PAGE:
Philippine Ports Authority head office. Photo from PPA.

Biz groups seek Senate bill splitting PPA regulatory, commercial functions

June 28, 2024

  • A dozen business groups and foreign chambers of commerce requested Senator Mark Villar to file a bill that will separate the Philippine Ports Authority’s regulatory and commercial functions
  • The groups asked Villar, chair of the Senate Committee on Government Corporations and Public Enterprises, to file a counterpart bill to House Bill Nos. 1400 and 8055
  • HB 1400 and HB 8055 both aim to separate PPA’s functions by converting PPA to the Philippine Ports Corporation and transferring its regulatory function to the Maritime Industry Authority

A dozen business groups and foreign chambers of commerce requested Senator Mark Villar to file a bill that will separate the regulatory and commercial functions of the Philippine Ports Authority (PPA).

In a letter to Villar, chair of the Senate Committee on Government Corporations and Public Enterprises, the groups asked that a counterpart bill to House Bill (HB) Nos. 1400 and 8055 be filed.

HB 1400, filed by Bagong Henerasyon party list representative Bernadette Herrera-Dy, and HB 8055, filed by Quirino lone district representative Midy Cua, both aim to separate PPA’s functions by converting PPA to the Philippine Ports Corporation (Philports) and transferring its regulatory function to the Maritime Industry Authority (MARINA). Both bills are pending before the House Committee on Government Enterprises and Privatization.

Signatories to the letter were the American Chamber of Commerce of the Philippines, Inc.; Association of International Shipping Lines, Inc.; Canadian Chamber of Commerce of the Philippines, Inc.; Confederation of Wearable Exporters of the Philippines; European Chamber of Commerce of the Philippines; Foundation for Economic Freedom; Japanese Chamber of Commerce and Industry of the Philippines, Inc.; Korean Chamber of Commerce Philippines; Management Association of the Philippines; Philippine Chamber of Commerce & Industry; Philippine Inter-Island Shipping Association, Inc.; and Philippine Exporters Confederation, Inc.

“The proposed bill can be understood by the simple logic that an examiner cannot also be the examinee,” the groups said.

They noted that from 1974, when PPA was created, “the combination of regulatory and development functions of the PPA has been a source of a conflict of interest for the agency’s functions.

“While it has long been established as the policy of the State to avoid such conflicts of interest, PPA’s case, seemingly, did not catch the attention and scrutiny of previous congresses,” the groups noted.

“…we believe it is timely and relevant to separate the regulatory and development functions of PPA — not only to abide by the long-established state policy against conflict of interest, but also to allow the agency to focus on improving port operations, while MARINA will assume the regulatory functions over ports currently handled by the PPA,” the groups said.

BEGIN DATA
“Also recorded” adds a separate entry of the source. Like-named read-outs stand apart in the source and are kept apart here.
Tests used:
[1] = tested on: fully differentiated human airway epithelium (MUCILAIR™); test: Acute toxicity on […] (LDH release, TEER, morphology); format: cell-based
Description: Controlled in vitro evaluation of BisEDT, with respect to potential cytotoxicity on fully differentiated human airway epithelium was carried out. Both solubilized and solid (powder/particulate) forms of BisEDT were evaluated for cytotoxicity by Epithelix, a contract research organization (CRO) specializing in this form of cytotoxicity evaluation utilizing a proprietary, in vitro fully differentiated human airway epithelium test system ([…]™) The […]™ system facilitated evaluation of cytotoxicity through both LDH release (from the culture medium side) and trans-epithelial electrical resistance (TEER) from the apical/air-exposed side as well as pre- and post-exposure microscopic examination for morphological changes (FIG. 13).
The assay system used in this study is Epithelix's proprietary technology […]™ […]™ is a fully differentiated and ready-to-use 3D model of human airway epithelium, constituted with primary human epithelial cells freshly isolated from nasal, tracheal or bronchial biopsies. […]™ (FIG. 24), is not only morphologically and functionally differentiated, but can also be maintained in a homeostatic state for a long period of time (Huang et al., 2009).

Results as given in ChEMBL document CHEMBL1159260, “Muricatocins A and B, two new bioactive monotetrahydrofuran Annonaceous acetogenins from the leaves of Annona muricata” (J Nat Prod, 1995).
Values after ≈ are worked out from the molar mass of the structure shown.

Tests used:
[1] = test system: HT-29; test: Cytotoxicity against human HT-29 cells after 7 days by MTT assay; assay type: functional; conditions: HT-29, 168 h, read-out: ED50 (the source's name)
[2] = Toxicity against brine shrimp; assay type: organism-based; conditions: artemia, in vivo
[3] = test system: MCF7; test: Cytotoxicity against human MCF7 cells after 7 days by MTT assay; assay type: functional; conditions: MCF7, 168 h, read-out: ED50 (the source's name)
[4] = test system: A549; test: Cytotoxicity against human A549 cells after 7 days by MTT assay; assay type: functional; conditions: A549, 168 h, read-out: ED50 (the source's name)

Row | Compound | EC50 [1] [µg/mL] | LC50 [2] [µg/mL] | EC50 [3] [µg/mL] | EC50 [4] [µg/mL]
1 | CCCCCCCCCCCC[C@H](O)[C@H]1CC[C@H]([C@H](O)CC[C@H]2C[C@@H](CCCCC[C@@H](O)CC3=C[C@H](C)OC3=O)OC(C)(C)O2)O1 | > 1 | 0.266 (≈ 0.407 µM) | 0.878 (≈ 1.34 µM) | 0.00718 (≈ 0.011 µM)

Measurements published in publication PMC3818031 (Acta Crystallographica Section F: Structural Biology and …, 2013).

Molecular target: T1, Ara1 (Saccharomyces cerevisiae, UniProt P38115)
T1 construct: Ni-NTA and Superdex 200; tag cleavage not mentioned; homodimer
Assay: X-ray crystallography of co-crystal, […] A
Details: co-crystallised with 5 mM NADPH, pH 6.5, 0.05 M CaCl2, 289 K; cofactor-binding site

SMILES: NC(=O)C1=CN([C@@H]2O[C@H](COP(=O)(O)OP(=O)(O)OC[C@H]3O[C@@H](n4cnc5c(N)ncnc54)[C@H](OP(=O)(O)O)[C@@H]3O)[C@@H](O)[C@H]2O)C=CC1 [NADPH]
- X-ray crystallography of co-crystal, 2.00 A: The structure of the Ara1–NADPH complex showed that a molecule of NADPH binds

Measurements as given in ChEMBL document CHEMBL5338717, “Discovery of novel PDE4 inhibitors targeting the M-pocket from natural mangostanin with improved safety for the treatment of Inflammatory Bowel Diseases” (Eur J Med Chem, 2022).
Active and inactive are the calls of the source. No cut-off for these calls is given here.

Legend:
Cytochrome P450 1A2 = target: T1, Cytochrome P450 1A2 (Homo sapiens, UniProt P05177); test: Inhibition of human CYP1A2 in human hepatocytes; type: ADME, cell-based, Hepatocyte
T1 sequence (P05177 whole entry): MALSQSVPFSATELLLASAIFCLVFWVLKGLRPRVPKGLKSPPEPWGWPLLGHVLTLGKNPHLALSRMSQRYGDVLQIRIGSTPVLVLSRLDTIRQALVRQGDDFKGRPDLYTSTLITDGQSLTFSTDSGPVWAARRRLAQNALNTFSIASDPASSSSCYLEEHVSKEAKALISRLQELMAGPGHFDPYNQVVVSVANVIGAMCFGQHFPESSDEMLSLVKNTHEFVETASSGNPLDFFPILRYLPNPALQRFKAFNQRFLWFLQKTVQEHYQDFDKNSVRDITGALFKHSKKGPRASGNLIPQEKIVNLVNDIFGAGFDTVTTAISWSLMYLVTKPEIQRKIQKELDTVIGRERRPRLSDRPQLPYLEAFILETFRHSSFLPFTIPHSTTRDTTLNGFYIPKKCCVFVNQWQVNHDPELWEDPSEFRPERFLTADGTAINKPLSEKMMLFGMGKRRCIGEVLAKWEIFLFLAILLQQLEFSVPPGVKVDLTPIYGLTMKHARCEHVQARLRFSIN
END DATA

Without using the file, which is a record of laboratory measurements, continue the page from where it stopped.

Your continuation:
They noted that the Joint Foreign Chambers of Commerce in a policy brief titled Seaports and Shipping published in September 2018 had also recommended the passage of a law that would convert the PPA into Philports to handle development, management, and operation of public ports while its regulatory functions would be transferred to MARINA.

“For many years, news reports and studies have discussed inefficient management of Philippine ports, sometimes resulting in overcrowding of passengers at ports and on vessels, delayed trips, and worse, vessel-related accidents and fatal mishaps at sea,” the groups said.

These are in addition to complaints of low service levels, inefficient port operations, and increasing port charges.

All of these are happening when the role of sea transport has become increasingly important in the nation’s strategy to maintain high levels of economic growth, the groups said.

The establishment of the Ro-Ro spine system 15 years ago and its ongoing expansion is one example of a successful reform to augment sea transportation, they said.

The groups noted the importance of shipping, saying that with the Philippines being an archipelago of more than 7,000 islands “it is impractical to connect all islands through only a network of airports.”

They added: “Sea travel is a very viable and essential mode of transportation to connect our islands. Additionally, we wish to highlight the importance of maritime shipping to local and foreign trade. Because it is too expensive to move most cargoes by plane, such freight depends on ships for transport. Consequently, adequate, efficient, safe, and affordable sea transport can exponentially increase the country’s competitiveness and output in both local and foreign trading networks.”

Similar bills to HB 1400 and HB 8055 have been filed in previous Congress, but they were stuck at the committee level.

Source: https://www.portcalls.com/biz-groups-seek-senate-bill-splitting-ppa-regulatory-commercial-functions/